The FTSU guardians will provide support and be a point of contact for those who wish to raise concerns locally.  The National Guardian will share good practice, report on national or common themes, and identify any barriers that are preventing the NHS from having a safe and open culture. The National Guardian is independent and will speak freely and honestly about where changes are needed among NHS Trusts and Foundation Trusts.

The Department of Health holds monthly assurance meetings with Care Quality Commission (CQC) Directors and quarterly accountability meetings with the Chief Executive and Chair.  The Department is finalising the Framework Agreement with the CQC, which will cover reporting and accountability arrangements with the National Guardian. 

I hope this reply is helpful.

Yours sincerely, 

James Shewbridge 

Ministerial Correspondence and Public Enquiries
Department of Health”

A question arises about whether this sketchy DH response is symptomatic of a lack of seriousness about whistleblowing governance. Why bother expending much effort on something that was never really intended to work?

I will continue to press for details.


The right thing to do is to scrap the National Guardian and to protect staff with genuine reforms. However, the DH will inevitably continue playing for time and take as many years as it can to say that it is “too soon to tell if the National Guardian works”. A lack of measurement and evaluation will help the DH prolong the delay.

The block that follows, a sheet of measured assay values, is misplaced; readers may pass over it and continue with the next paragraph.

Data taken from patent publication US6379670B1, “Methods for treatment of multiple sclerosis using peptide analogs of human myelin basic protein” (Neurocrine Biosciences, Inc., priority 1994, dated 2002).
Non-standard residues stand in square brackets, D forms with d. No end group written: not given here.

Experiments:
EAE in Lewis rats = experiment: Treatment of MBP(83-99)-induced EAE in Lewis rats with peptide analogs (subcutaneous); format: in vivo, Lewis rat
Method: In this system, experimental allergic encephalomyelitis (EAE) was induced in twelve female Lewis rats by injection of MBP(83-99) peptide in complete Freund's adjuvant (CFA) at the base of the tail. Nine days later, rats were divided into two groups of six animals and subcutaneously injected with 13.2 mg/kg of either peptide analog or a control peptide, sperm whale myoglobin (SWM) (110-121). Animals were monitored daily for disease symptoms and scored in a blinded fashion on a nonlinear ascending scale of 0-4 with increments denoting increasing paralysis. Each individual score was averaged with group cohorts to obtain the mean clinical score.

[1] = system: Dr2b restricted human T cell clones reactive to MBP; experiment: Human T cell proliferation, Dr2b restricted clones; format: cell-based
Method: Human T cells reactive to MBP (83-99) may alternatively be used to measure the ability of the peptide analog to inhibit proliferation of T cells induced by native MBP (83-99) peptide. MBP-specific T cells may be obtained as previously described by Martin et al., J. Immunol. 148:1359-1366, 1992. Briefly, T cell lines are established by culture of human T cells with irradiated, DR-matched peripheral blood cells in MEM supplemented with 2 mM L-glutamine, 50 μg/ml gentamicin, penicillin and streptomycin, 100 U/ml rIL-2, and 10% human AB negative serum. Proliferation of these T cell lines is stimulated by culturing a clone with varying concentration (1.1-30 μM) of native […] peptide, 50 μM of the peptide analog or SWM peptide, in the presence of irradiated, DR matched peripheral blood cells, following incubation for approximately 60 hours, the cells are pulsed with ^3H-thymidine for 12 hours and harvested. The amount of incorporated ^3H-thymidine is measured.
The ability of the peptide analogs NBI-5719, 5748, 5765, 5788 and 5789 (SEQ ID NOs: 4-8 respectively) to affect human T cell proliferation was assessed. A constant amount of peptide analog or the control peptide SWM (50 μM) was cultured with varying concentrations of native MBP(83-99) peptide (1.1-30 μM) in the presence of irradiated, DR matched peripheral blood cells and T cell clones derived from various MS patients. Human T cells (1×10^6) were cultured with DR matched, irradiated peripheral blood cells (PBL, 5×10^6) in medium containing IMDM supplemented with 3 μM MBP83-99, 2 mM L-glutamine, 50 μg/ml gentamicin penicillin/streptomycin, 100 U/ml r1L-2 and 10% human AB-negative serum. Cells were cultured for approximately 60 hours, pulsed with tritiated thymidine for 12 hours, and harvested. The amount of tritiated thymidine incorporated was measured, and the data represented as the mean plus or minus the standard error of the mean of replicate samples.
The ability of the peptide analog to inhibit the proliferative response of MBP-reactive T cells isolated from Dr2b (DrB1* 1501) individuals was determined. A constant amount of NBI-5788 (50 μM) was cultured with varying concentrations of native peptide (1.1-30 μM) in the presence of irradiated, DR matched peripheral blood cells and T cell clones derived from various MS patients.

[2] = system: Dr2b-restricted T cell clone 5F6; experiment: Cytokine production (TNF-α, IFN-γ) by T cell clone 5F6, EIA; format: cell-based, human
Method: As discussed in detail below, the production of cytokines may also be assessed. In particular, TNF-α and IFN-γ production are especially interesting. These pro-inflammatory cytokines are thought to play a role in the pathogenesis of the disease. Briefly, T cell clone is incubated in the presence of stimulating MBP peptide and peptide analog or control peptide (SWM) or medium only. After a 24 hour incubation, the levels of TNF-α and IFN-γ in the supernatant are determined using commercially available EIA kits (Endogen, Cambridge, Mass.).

Hooray Henrietta

A snippet on the exploits of the latest National Guardian, her introduction of compulsory smiling for staff and views on cheerfulness, oxytocin and Love actually.




On the lack of independence of the National Guardian’s office.



No one believes Jeremy Hunt on patient safety and whistleblowers, not even his own appointees

A critique of the National Guardian’s office and report on the debacle of the previous National Guardian’s resignation two months after her appointment.




4 thoughts on “DH, Robert Francis’ National Guardian and the dark art of delay

  1. Delay (makes the complaint ‘historical’ then all the faded memories, staff changing, retained noted etc kicks in!) Deny helps delay and so does defend….in fact delay, deny and defend have become the default setting!


  2. Thank you for this post, Dr A.
    My interpretation – with added background info – of the DoH 18.11.16: – Secure funding for regular meetings in warm, comfy offices to look at, and exchange, papers resulting in self-congratulatory and mutually supporting bureaucratic outcomes.
    Meanwhile, in the real world, problems, issues and basic morality will continue to be happily ignored thus ensuring that frontline staff and patients can continue to suffer.
    In fact, it will be even worse – knowing that there will be even less funding available for effective treatments as “the Guardians” and associates will have their funding prioritized for their token PR contribution.
    Thank you, Dr A, for your stoicism in the face of a tsunami of wilful ineffectiveness.